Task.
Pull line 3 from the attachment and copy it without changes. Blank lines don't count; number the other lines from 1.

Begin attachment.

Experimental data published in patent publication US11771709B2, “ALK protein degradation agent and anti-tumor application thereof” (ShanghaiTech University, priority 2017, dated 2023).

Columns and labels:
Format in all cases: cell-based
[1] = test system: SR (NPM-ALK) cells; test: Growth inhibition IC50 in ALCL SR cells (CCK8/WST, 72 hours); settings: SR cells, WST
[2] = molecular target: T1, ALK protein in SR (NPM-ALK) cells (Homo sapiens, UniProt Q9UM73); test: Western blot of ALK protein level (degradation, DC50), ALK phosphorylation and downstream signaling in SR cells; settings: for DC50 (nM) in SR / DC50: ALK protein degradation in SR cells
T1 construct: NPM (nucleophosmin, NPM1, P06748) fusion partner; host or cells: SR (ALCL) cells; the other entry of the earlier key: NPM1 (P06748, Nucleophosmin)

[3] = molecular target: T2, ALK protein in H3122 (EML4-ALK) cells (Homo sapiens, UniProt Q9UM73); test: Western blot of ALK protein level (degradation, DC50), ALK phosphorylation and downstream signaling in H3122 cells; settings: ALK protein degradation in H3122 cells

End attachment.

Format in all cases: cell-based